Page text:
It seems clear that the pitch from people peddling hard currencies is that the more zeros they have on them, the greater the potential payoff. Why don’t you ever hear any of these guys pushing the Russian ruble ($.015 – third largest oil producing nation), the Mexican peso ($.055 – the tenth largest oil producer in the world), the Brazilian real ($.286 – the ninth largest oil producer), or the Saudi riyal ($.27 – the second largest)? There simply aren’t enough zeros on their currencies to sell anybody on the idea of getting rich quick from a revaluation. Instead, they offer the Iraqi dinar at $.00086, or the rupiah with one more zero than the dinar, or the dong at $.000045, or the zim at ….. well actually it has no value but you can buy a 100 trillion note for about $70 online.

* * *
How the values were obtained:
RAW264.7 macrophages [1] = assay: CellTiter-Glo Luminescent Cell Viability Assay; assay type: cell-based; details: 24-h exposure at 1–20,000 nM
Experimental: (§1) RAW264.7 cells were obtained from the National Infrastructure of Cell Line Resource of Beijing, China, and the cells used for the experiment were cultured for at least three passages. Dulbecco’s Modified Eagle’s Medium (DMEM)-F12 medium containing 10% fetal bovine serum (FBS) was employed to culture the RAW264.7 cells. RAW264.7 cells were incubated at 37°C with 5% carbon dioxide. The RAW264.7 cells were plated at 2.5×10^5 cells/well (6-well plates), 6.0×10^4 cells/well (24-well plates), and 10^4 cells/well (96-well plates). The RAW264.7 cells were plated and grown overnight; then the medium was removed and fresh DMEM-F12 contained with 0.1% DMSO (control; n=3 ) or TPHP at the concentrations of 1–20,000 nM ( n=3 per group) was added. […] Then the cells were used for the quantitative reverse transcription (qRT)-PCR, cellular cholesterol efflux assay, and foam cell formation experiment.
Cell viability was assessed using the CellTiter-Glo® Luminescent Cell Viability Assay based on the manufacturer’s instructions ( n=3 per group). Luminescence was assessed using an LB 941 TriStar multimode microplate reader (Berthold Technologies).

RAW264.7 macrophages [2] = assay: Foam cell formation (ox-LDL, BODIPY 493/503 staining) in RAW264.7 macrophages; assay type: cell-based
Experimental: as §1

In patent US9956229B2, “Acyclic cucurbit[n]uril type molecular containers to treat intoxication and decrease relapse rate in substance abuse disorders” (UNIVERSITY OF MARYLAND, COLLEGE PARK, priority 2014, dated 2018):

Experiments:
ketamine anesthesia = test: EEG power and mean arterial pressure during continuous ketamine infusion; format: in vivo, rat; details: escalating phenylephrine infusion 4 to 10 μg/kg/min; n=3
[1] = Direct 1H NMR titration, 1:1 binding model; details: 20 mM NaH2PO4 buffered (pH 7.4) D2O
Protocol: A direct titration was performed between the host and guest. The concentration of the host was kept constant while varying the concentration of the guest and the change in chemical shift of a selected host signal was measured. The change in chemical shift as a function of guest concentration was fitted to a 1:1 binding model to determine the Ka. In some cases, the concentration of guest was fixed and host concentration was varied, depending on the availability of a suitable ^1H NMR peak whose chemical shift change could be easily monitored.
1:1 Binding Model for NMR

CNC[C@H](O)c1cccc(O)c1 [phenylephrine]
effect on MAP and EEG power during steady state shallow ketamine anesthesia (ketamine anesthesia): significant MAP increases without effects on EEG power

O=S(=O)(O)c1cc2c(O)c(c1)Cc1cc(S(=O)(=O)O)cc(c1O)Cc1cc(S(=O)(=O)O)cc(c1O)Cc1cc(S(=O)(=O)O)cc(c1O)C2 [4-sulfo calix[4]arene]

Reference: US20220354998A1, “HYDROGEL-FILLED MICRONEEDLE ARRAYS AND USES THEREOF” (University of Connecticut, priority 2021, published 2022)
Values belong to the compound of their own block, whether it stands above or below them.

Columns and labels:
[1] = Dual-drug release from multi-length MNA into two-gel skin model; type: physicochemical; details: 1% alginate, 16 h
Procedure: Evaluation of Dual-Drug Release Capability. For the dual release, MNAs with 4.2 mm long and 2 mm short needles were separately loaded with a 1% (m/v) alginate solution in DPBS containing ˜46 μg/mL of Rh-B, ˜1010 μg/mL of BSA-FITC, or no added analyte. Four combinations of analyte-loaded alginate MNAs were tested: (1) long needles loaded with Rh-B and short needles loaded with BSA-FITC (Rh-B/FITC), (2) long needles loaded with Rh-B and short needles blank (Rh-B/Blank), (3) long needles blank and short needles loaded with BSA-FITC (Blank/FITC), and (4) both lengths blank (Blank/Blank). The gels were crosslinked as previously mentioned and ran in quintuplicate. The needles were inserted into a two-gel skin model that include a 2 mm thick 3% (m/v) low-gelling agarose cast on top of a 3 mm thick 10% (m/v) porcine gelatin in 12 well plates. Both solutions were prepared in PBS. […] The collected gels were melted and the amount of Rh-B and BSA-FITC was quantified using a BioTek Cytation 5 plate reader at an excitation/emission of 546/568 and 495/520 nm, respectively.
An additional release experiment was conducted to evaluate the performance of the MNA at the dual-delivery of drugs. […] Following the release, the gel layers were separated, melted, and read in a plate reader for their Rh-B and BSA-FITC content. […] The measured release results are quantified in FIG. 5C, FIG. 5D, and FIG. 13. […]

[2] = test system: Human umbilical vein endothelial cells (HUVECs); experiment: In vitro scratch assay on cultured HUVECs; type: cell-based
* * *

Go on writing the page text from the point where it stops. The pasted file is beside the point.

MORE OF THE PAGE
After that, the caller asks Jim about the dinar being a scam. Jim’s response is that he feels that the sovereign nation-state of Iraq is going to survive, and in order for them to survive they need to have a viable currency. He doesn’t define “viable” for us, but the implication is obvious. The fact is, many countries are doing quite well with a currency that holds a low value compared to the US dollar. I already mentioned Vietnam, but I could also mention South Korea (15th largest economy in the world) whose currency is valued about the same as Iraq’s. China is the world’s second largest economy and their currency is worth about 15 cents. Japan is the world’s third largest economy and the yen is worth about a penny. Any suggestion that Iraq’s economy is being held back by their currency’s value is hogwash and unsupported by any real facts. Iraq’s economy is being held back by Iraq. Sectarian division, a history of war and tyranny, a terrorist organization occupying roughly a third of their country, a poor infrastructure, an economy based 90% on oil revenues with little diversity, and widespread political corruption are much more to blame than the value of the currency.